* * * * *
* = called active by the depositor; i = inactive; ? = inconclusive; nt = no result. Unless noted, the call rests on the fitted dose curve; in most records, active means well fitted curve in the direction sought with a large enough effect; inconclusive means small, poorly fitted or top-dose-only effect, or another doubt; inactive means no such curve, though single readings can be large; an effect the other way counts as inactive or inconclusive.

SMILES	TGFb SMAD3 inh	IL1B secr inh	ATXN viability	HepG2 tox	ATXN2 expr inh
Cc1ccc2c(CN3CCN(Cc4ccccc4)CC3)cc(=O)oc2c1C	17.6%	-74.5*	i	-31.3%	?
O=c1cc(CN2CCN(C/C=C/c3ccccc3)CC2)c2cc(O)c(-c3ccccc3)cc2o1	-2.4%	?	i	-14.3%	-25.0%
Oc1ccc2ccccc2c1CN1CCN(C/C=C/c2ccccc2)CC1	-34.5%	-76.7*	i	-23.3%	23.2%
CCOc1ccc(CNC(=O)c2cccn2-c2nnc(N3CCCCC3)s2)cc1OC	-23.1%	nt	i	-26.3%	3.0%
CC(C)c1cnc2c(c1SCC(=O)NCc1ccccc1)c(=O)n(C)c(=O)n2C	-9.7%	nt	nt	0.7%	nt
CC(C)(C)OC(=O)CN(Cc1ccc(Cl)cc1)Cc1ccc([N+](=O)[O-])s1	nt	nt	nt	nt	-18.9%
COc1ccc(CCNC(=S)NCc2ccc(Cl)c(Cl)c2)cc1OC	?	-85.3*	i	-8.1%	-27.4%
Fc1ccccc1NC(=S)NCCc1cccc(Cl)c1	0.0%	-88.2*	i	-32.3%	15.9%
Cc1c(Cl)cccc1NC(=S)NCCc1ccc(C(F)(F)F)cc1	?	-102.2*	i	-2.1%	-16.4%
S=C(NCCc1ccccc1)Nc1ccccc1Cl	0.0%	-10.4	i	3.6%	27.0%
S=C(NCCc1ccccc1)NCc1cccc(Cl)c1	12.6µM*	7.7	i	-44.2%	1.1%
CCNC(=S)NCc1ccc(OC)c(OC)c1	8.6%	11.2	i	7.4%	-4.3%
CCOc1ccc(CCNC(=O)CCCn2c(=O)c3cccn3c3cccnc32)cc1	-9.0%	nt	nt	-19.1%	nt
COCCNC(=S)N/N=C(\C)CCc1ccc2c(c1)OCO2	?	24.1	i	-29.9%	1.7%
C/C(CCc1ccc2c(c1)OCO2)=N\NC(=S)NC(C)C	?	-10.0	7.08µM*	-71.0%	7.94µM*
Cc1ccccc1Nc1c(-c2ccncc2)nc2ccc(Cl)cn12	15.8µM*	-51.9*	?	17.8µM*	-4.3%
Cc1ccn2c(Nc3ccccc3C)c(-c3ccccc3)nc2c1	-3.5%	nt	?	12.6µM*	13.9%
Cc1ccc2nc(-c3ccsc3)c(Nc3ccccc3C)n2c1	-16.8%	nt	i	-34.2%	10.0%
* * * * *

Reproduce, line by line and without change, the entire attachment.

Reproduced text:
* = called active by the depositor; i = inactive; ? = inconclusive; nt = no result. Unless noted, the call rests on the fitted dose curve; in most records, active means well fitted curve in the direction sought with a large enough effect; inconclusive means small, poorly fitted or top-dose-only effect, or another doubt; inactive means no such curve, though single readings can be large; an effect the other way counts as inactive or inconclusive.

SMILES	TGFb SMAD3 inh	IL1B secr inh	ATXN viability	HepG2 tox	ATXN2 expr inh
Cc1ccc2c(CN3CCN(Cc4ccccc4)CC3)cc(=O)oc2c1C	17.6%	-74.5*	i	-31.3%	?
O=c1cc(CN2CCN(C/C=C/c3ccccc3)CC2)c2cc(O)c(-c3ccccc3)cc2o1	-2.4%	?	i	-14.3%	-25.0%
Oc1ccc2ccccc2c1CN1CCN(C/C=C/c2ccccc2)CC1	-34.5%	-76.7*	i	-23.3%	23.2%
CCOc1ccc(CNC(=O)c2cccn2-c2nnc(N3CCCCC3)s2)cc1OC	-23.1%	nt	i	-26.3%	3.0%
CC(C)c1cnc2c(c1SCC(=O)NCc1ccccc1)c(=O)n(C)c(=O)n2C	-9.7%	nt	nt	0.7%	nt
CC(C)(C)OC(=O)CN(Cc1ccc(Cl)cc1)Cc1ccc([N+](=O)[O-])s1	nt	nt	nt	nt	-18.9%
COc1ccc(CCNC(=S)NCc2ccc(Cl)c(Cl)c2)cc1OC	?	-85.3*	i	-8.1%	-27.4%
Fc1ccccc1NC(=S)NCCc1cccc(Cl)c1	0.0%	-88.2*	i	-32.3%	15.9%
Cc1c(Cl)cccc1NC(=S)NCCc1ccc(C(F)(F)F)cc1	?	-102.2*	i	-2.1%	-16.4%
S=C(NCCc1ccccc1)Nc1ccccc1Cl	0.0%	-10.4	i	3.6%	27.0%
S=C(NCCc1ccccc1)NCc1cccc(Cl)c1	12.6µM*	7.7	i	-44.2%	1.1%
CCNC(=S)NCc1ccc(OC)c(OC)c1	8.6%	11.2	i	7.4%	-4.3%
CCOc1ccc(CCNC(=O)CCCn2c(=O)c3cccn3c3cccnc32)cc1	-9.0%	nt	nt	-19.1%	nt
COCCNC(=S)N/N=C(\C)CCc1ccc2c(c1)OCO2	?	24.1	i	-29.9%	1.7%
C/C(CCc1ccc2c(c1)OCO2)=N\NC(=S)NC(C)C	?	-10.0	7.08µM*	-71.0%	7.94µM*
Cc1ccccc1Nc1c(-c2ccncc2)nc2ccc(Cl)cn12	15.8µM*	-51.9*	?	17.8µM*	-4.3%
Cc1ccn2c(Nc3ccccc3C)c(-c3ccccc3)nc2c1	-3.5%	nt	?	12.6µM*	13.9%
Cc1ccc2nc(-c3ccsc3)c(Nc3ccccc3C)n2c1	-16.8%	nt	i	-34.2%	10.0%